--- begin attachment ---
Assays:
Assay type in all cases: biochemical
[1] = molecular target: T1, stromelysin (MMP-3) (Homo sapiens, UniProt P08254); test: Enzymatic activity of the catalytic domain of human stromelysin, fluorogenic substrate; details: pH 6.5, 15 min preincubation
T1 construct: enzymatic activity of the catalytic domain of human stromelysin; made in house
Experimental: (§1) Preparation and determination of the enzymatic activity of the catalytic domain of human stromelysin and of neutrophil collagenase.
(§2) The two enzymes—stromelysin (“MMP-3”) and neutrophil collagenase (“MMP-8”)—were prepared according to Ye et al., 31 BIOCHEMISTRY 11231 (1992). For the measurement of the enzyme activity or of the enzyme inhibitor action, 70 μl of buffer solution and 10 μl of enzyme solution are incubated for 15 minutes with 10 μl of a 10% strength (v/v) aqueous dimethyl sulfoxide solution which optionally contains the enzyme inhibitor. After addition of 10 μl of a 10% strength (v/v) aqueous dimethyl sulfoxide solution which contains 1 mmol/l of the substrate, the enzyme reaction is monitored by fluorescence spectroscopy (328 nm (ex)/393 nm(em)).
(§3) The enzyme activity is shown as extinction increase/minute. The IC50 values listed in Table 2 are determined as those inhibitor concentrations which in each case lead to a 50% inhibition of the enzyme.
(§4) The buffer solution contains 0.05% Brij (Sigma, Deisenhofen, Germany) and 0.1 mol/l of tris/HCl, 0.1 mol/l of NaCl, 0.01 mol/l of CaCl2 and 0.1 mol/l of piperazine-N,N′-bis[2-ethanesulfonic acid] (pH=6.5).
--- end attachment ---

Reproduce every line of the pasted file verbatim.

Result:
Assays:
Assay type in all cases: biochemical
[1] = molecular target: T1, stromelysin (MMP-3) (Homo sapiens, UniProt P08254); test: Enzymatic activity of the catalytic domain of human stromelysin, fluorogenic substrate; details: pH 6.5, 15 min preincubation
T1 construct: enzymatic activity of the catalytic domain of human stromelysin; made in house
Experimental: (§1) Preparation and determination of the enzymatic activity of the catalytic domain of human stromelysin and of neutrophil collagenase.
(§2) The two enzymes—stromelysin (“MMP-3”) and neutrophil collagenase (“MMP-8”)—were prepared according to Ye et al., 31 BIOCHEMISTRY 11231 (1992). For the measurement of the enzyme activity or of the enzyme inhibitor action, 70 μl of buffer solution and 10 μl of enzyme solution are incubated for 15 minutes with 10 μl of a 10% strength (v/v) aqueous dimethyl sulfoxide solution which optionally contains the enzyme inhibitor. After addition of 10 μl of a 10% strength (v/v) aqueous dimethyl sulfoxide solution which contains 1 mmol/l of the substrate, the enzyme reaction is monitored by fluorescence spectroscopy (328 nm (ex)/393 nm(em)).
(§3) The enzyme activity is shown as extinction increase/minute. The IC50 values listed in Table 2 are determined as those inhibitor concentrations which in each case lead to a 50% inhibition of the enzyme.
(§4) The buffer solution contains 0.05% Brij (Sigma, Deisenhofen, Germany) and 0.1 mol/l of tris/HCl, 0.1 mol/l of NaCl, 0.01 mol/l of CaCl2 and 0.1 mol/l of piperazine-N,N′-bis[2-ethanesulfonic acid] (pH=6.5).